This eclectic villa was erected around the year 1880. It is a two-storey building whose storeys are separated with an ornamental cornice with a moulding frieze. Worth noticing is the decorative facade in which the light sand-coloured ornaments were contrasted with the colour of the bricks which fill in the background surfaces. The entire facade is crowned with a substantial ornate cornice topped with a parapet with balusters. In the years 1890 – 1912 the villa belonged to a master mason by the name of Herma Hasenfelder. In 1918 the property was bought from the then owner, Waldemar Paech, by a local entrepreneur, Walter Maennel. After World War II the villa initially housed the Land Office, then a Police Station and the District Police Headquarters in Nowy Tomyśl.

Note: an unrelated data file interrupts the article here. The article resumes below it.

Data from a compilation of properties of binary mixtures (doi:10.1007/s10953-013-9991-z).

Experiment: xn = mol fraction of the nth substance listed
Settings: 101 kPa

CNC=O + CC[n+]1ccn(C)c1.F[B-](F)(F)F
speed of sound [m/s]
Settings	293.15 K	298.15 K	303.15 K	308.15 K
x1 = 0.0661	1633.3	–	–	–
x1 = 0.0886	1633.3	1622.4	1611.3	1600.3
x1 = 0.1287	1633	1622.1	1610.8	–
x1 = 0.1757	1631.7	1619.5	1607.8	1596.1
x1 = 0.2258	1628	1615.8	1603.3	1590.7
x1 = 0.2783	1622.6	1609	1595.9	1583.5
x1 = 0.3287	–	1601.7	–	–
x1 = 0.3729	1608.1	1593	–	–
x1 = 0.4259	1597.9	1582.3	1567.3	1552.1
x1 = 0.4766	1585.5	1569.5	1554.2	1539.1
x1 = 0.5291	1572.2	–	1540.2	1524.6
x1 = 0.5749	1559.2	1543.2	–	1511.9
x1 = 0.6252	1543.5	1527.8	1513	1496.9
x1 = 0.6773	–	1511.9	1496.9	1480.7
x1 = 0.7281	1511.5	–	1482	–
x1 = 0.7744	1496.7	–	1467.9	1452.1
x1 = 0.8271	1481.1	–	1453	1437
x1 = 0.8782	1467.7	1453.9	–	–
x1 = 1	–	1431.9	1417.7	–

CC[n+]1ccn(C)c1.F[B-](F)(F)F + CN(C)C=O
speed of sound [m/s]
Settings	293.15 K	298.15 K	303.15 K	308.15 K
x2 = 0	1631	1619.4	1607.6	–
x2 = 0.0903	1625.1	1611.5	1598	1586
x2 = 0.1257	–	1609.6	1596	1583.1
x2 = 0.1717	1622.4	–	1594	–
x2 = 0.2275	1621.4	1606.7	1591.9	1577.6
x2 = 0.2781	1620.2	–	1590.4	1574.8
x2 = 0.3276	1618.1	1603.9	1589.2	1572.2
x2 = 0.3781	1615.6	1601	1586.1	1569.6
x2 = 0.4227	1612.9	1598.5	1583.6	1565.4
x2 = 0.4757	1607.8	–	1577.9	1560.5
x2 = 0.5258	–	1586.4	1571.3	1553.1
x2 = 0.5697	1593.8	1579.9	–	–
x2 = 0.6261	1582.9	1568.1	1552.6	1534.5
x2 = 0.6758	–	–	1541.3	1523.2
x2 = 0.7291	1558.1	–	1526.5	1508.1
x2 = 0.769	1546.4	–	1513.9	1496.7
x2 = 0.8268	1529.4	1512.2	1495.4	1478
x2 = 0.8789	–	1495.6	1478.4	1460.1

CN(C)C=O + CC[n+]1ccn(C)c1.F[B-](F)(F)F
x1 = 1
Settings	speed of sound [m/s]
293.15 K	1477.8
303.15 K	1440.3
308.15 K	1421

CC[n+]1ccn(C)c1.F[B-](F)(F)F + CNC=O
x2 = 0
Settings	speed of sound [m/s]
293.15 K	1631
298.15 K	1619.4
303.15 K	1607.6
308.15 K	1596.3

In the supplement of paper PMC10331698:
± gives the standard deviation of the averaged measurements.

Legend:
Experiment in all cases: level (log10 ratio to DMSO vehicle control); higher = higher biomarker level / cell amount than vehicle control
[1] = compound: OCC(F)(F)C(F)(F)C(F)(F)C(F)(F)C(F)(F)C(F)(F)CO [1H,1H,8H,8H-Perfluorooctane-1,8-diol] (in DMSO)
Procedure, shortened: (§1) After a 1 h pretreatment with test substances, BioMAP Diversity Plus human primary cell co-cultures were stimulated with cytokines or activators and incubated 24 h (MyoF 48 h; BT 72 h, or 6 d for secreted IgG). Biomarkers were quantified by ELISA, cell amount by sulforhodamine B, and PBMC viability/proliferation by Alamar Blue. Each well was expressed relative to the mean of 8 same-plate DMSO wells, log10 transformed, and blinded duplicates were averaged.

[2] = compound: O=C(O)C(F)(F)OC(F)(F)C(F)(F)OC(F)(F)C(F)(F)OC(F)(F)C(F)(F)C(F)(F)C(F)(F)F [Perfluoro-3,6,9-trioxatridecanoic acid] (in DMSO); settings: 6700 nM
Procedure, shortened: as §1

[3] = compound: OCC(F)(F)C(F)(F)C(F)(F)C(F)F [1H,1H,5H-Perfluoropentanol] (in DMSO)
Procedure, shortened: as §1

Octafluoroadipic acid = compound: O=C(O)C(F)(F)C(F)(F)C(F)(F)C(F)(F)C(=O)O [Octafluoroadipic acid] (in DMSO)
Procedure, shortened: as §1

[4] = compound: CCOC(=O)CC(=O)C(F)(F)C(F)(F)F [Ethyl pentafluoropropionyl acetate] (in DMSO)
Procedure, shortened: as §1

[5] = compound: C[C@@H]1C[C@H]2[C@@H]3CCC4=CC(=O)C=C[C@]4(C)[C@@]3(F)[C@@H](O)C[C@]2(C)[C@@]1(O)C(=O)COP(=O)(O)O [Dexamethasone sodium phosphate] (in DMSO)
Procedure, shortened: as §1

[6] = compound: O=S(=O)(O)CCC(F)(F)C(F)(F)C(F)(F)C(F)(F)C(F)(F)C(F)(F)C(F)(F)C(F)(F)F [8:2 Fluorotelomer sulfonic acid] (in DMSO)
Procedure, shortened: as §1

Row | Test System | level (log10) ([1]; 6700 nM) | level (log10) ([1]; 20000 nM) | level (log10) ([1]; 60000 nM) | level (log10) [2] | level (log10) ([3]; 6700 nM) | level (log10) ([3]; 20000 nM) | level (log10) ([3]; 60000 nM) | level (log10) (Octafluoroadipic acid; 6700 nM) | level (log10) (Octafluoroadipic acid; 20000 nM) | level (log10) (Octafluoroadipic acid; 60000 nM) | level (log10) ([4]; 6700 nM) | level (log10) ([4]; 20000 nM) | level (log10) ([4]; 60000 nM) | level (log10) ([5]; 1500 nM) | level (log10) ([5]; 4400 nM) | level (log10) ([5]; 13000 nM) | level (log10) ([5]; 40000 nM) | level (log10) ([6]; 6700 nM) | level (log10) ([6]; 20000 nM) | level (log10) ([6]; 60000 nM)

The windmill was built in 1853 by milling master Gottlieb Pflaum. In 1873, the whole structure was thoroughly rebuilt, giving it a unique shape and character, more like a wind-driven motor rather than traditional mills. For many years Kunstmühle was regarded as a symbol of Nowy Tomyśl clearly distinguishing in the city’s skyline. Its perception by both the town inhabitants and visitors, can be compared to the importance of what today is the giant basket located at the Niepodległości square. Kunstmühle, unlike traditional windmills (called “post mill”), was driven not only by the wind, but also a steam engine. Wind power was used mainly to move the crane for lifting corn intake and unloading sacks of flour. After the reconstruction, the building had a height of 31 meters, its façade was 12.5 meters high and about 9.5 meters deep. The three-story mill had a basement 2.5 meters high. On the ground floor the proper mechanism, a so-called flour level, has been installed. In this section, flour was collected and packed in bags. The milling equipment on the ground floor of the building was set in motion by a vertical shaft which transmitted the rotation of the windmill blades. The gear wheels meshed directly with two millstones and powered two further ones by means of transmission belts. In addition, the shaft on the groundfloor put the device for sifting flour, coil, cooler and four rammers into motion. During the operation of the windmill its upper level was struck by lightning several times, but at the same time without causing particularly extensive damage. One of the inscriptions on the mill said Founded in 1853, the investor and construction foreman G. Pflaum. Damaged by lightning June 19, 1871 and August 17, 1873, God, in His goodness, protects the mill. In 1911 the mill was demolished.